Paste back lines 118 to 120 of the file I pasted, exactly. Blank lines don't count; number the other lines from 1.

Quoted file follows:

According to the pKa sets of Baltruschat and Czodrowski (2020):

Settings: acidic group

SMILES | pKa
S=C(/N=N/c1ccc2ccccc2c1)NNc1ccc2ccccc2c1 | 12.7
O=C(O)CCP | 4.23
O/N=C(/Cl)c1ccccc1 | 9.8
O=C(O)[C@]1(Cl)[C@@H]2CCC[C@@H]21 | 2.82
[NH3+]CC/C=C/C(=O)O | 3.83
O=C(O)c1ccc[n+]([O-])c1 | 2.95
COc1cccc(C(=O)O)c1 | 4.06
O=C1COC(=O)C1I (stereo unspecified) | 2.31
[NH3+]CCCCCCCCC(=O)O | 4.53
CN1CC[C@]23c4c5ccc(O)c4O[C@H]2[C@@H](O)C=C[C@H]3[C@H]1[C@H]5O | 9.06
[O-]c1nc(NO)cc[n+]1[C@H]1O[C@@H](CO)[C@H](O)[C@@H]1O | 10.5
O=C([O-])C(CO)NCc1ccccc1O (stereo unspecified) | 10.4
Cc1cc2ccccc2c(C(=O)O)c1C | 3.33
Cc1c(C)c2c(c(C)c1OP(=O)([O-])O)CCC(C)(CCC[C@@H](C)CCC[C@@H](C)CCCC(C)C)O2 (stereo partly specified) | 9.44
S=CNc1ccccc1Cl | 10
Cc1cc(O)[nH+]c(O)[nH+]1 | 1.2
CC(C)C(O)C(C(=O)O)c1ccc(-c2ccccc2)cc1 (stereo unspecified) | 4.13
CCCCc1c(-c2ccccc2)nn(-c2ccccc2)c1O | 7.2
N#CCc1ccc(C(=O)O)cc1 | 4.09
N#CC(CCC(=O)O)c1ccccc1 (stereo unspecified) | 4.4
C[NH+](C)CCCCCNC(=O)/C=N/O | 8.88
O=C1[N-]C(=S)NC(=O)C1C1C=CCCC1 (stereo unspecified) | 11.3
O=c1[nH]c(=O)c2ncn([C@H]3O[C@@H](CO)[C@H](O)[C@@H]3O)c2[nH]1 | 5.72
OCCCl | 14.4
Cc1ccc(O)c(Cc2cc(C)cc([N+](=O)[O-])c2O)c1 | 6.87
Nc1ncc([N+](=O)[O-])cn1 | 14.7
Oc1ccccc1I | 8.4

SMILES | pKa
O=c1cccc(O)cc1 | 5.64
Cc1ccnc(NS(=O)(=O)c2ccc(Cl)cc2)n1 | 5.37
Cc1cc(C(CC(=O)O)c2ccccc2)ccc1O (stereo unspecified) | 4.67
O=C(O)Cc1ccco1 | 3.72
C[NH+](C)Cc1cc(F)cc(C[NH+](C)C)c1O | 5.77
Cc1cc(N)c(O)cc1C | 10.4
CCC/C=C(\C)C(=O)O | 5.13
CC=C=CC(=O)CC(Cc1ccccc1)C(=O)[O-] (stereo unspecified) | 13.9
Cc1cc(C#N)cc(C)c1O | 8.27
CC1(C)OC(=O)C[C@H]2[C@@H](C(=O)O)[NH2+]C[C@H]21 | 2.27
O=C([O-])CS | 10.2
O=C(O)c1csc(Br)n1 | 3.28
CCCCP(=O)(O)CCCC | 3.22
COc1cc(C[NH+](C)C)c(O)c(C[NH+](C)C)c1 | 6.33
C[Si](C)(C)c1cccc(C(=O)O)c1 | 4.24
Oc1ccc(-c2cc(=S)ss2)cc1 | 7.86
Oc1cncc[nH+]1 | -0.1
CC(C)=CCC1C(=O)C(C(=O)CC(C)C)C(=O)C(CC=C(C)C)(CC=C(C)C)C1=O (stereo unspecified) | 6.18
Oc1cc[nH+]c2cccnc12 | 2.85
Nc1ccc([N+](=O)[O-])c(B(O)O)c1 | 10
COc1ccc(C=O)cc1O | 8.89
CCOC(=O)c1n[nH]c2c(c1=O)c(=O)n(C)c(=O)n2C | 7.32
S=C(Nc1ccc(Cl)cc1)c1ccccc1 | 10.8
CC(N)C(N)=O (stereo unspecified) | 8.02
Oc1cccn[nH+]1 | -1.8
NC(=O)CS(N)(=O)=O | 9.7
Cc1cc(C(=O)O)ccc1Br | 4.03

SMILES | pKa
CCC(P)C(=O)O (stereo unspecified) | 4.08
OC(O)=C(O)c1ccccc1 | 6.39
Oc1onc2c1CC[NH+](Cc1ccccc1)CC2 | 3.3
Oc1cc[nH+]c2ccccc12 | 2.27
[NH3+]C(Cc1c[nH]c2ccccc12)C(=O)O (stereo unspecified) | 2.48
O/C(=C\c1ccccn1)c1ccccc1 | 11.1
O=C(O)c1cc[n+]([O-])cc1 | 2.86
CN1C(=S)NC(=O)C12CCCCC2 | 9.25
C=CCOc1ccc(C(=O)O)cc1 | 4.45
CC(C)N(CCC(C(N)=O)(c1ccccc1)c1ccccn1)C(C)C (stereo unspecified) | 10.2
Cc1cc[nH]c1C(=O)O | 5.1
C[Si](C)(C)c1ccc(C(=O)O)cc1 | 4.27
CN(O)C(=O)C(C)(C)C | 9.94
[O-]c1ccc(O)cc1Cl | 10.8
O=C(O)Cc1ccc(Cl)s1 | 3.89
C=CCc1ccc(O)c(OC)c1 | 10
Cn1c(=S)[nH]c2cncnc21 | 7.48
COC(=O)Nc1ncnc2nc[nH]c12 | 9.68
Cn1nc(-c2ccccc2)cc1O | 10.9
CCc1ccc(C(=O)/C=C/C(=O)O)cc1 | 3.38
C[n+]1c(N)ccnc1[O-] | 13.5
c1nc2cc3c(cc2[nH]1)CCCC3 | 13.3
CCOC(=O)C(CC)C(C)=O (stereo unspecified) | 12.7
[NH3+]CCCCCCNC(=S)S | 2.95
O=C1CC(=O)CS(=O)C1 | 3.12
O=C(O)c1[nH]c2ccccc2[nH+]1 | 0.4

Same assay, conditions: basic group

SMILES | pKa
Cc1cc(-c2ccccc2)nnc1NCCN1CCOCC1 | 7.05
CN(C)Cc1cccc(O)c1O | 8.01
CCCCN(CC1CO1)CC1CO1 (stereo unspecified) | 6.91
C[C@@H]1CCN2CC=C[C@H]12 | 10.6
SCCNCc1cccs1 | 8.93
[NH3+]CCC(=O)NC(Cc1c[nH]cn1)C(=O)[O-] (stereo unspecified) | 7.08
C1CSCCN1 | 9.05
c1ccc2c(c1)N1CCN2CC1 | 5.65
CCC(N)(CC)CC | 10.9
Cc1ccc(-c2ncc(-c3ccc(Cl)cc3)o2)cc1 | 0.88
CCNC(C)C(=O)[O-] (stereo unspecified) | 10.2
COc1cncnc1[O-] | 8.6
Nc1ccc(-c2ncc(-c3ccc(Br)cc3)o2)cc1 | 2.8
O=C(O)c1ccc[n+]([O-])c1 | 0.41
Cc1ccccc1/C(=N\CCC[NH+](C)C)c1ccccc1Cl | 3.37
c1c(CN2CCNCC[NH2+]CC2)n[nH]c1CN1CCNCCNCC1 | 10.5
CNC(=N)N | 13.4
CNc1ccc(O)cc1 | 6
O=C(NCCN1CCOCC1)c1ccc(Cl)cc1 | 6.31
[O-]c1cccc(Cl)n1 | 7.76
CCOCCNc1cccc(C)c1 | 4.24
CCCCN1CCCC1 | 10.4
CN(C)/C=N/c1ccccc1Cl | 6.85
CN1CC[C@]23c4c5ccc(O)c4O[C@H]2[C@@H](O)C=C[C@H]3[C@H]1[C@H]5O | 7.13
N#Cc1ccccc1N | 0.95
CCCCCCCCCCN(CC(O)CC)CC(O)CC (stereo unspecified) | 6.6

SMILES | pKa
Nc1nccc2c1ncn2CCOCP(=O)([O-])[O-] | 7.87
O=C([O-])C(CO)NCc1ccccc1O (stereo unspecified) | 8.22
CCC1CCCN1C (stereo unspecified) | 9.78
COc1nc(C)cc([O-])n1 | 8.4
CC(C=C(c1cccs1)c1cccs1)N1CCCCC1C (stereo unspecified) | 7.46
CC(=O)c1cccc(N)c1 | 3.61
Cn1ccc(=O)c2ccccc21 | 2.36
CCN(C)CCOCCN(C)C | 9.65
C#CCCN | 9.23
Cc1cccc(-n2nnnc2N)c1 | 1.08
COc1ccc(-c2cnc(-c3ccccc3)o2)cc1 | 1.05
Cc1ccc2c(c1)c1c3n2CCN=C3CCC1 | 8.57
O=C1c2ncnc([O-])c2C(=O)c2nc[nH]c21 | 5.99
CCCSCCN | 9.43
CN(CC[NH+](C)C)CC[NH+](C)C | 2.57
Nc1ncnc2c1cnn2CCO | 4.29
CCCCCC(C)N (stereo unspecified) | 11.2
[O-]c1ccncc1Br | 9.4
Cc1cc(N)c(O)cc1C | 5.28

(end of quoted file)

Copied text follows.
COc1nc(C)cc([O-])n1 | 8.4
CC(C=C(c1cccs1)c1cccs1)N1CCCCC1C (stereo unspecified) | 7.46
CC(=O)c1cccc(N)c1 | 3.61